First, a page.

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Publication numberUS5425698 A
Publication typeGrant
Application numberUS 08/310,852
Publication dateJun 20, 1995
Filing dateSep 22, 1994
Priority dateDec 4, 1991
Fee statusPaid
Also published asUS5356367
Publication number08310852, 310852, US 5425698 A, US 5425698A, US-A-5425698, US5425698 A, US5425698A
InventorsRobert B. Carr
Original AssigneeCarr Engineering Associates, Inc.
Export CitationBiBTeX, EndNote, RefMan
External Links: USPTO, USPTO Assignment, Espacenet
Centrifugal separator with flexibly suspended restrainable bowl
US 5425698 A
Abstract
A centrifuge separator system includes a centrifuge bowl for receiving the feed to be separated; a flexible suspension for rotatably, flexibly supporting the bowl; and a retractable restrainer device for constraining the bowl during scraping action of a scraper blade to remove solids from the bowl. Alternatively, the bowl could be radially and rotationally constrained and the scraper rotated to remove solids from the bowl.
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Claims(2)
What is claimed is:
1. A centrifugal separator system for separating a feed material at a high speed, comprising:
a rotatable centrifuge bowl having an interior surface for receiving said feed material;
a flexible suspension means for rotatably, flexibly supporting said bowl, said flexible suspension means including resilient isolators;
a scraper blade to remove solids from said interior surface of said bowl during low speed revolutions; and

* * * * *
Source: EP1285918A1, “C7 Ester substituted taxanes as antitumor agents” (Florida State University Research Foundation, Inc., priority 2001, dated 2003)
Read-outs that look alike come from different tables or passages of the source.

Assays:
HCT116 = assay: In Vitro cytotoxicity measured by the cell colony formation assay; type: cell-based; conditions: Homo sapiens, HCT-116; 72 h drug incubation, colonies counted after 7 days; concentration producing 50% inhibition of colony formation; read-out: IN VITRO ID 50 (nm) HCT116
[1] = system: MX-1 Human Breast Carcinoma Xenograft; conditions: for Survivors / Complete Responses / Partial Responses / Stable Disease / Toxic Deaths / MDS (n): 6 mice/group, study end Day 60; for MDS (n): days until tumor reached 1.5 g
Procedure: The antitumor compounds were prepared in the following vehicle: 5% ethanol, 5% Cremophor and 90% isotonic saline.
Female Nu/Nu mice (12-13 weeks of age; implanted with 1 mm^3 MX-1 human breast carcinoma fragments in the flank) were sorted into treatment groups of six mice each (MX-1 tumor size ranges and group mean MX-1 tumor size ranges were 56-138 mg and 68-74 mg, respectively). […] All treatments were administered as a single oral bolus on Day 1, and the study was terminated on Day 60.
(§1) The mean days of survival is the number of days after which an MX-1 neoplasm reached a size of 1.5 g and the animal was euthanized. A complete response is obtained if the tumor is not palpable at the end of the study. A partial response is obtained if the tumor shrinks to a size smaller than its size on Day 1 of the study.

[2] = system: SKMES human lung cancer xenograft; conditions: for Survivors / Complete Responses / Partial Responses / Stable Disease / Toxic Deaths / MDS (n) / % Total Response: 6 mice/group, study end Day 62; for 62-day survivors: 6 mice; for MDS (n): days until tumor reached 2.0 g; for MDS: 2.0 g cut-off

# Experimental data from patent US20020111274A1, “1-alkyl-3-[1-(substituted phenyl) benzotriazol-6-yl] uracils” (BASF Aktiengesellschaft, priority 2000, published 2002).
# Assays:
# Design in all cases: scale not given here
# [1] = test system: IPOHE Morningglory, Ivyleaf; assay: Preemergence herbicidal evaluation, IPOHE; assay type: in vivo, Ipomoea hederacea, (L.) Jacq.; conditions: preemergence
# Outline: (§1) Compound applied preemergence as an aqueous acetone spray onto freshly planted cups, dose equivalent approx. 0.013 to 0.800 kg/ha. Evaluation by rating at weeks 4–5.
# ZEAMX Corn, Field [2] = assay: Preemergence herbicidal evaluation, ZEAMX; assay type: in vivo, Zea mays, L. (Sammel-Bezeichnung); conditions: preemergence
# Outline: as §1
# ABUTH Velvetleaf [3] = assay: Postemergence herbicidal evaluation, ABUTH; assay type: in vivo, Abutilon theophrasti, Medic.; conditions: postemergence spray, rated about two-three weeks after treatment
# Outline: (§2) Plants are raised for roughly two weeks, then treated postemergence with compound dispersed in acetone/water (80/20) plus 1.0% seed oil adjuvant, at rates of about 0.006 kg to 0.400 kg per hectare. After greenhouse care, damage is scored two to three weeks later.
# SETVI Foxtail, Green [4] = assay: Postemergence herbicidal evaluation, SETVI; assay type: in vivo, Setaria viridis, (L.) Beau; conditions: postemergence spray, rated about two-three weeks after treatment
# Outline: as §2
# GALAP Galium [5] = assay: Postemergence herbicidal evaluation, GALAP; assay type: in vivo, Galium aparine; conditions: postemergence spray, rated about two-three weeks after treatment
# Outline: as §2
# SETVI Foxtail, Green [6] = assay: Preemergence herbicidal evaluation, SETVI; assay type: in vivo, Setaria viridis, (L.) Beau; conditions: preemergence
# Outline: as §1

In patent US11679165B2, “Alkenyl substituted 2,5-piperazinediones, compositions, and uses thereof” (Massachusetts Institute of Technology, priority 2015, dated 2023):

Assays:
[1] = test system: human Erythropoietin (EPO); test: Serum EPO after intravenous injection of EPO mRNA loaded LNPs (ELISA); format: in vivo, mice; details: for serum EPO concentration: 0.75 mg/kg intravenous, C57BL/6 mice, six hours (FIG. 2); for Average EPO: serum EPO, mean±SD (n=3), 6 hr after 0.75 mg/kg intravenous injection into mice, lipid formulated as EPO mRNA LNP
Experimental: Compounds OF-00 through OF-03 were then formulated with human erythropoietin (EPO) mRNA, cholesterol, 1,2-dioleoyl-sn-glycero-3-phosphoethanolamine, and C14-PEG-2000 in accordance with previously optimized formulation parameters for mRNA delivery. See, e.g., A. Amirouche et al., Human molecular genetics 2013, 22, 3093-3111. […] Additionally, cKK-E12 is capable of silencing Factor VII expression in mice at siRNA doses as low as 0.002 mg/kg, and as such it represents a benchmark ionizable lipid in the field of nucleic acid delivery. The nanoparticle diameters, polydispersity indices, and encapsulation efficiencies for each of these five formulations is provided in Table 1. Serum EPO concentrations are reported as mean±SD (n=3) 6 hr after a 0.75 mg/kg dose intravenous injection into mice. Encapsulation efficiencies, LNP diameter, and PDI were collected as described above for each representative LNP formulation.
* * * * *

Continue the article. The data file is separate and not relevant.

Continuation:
retractable substantially radially rigid restraining means for constraining said bowl during low speed revolutions such that the distance between said scraper blade and said interior surface remains substantially constant.
2. The centrifuge separation system of claim 1 in which said resilient isolators include springs.
Description

This is a division of application Ser. No. 08/162,781, filed Dec. 6, 1993, now U.S. Pat. No. 5,356,367, which is a continuation of application Ser. No. 08/088,605, filed Jul. 6, 1993, abandoned, which is a continuation of application Ser. No. 07/803,477, filed Dec. 4, 1991, abandoned.

FIELD OF INVENTION

This invention relates to a centrifugal separator, and more particularly to such a separator in which the bowl is flexibly suspended at high speeds above spindle critical speeds to balance the bowl load yet is rigidly constrained at lower speeds for bowl scraping.

BACKGROUND OF INVENTION

Conventional centrifuges employ flexible mounting of the spindle and bowl in order to attain high rotational speeds and yet accommodate off-balance loading and critical speed vibrations. However, the flexible mounting introduces a separate problem: the very flexibility that accommodates the off-balance loading and spindle critical-speed vibrations causes the bowl to be easily displaced and avoid the action of the scraper blade and also results in a poor and variable alignment of the blade with the bowl wall. One solution to this problem is to rigidly but rotatably mount the spindle and bowl so that the scraper blade has a precision scraping action. The rigid spindle and bowl, however, limit the speed of rotation to below the spindle critical speeds, which causes the separation efficiency to suffer.

SUMMARY OF INVENTION

It is therefore an object of this invention to provide an improved centrifuge which permits high-speed operation for superior separation yet provides a rigidly mounted bowl for scraping at low speeds.